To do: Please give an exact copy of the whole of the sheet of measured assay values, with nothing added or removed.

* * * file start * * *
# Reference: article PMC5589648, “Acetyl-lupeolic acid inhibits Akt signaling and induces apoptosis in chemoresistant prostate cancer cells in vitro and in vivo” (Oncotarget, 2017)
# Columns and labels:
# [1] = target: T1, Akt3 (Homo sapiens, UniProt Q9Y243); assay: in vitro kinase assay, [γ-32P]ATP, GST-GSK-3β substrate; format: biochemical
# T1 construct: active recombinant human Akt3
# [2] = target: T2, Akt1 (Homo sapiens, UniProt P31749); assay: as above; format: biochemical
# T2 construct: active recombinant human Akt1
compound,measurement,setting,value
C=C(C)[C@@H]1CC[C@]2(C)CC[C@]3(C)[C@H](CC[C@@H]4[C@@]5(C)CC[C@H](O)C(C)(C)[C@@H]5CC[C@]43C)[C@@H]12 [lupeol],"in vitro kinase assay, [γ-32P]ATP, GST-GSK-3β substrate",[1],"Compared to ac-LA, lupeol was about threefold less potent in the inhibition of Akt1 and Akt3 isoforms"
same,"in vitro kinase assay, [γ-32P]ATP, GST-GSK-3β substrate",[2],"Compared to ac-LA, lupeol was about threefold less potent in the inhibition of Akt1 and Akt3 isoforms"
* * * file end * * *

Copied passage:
# Reference: article PMC5589648, “Acetyl-lupeolic acid inhibits Akt signaling and induces apoptosis in chemoresistant prostate cancer cells in vitro and in vivo” (Oncotarget, 2017)
# Columns and labels:
# [1] = target: T1, Akt3 (Homo sapiens, UniProt Q9Y243); assay: in vitro kinase assay, [γ-32P]ATP, GST-GSK-3β substrate; format: biochemical
# T1 construct: active recombinant human Akt3
# [2] = target: T2, Akt1 (Homo sapiens, UniProt P31749); assay: as above; format: biochemical
# T2 construct: active recombinant human Akt1
compound,measurement,setting,value
C=C(C)[C@@H]1CC[C@]2(C)CC[C@]3(C)[C@H](CC[C@@H]4[C@@]5(C)CC[C@H](O)C(C)(C)[C@@H]5CC[C@]43C)[C@@H]12 [lupeol],"in vitro kinase assay, [γ-32P]ATP, GST-GSK-3β substrate",[1],"Compared to ac-LA, lupeol was about threefold less potent in the inhibition of Akt1 and Akt3 isoforms"
same,"in vitro kinase assay, [γ-32P]ATP, GST-GSK-3β substrate",[2],"Compared to ac-LA, lupeol was about threefold less potent in the inhibition of Akt1 and Akt3 isoforms"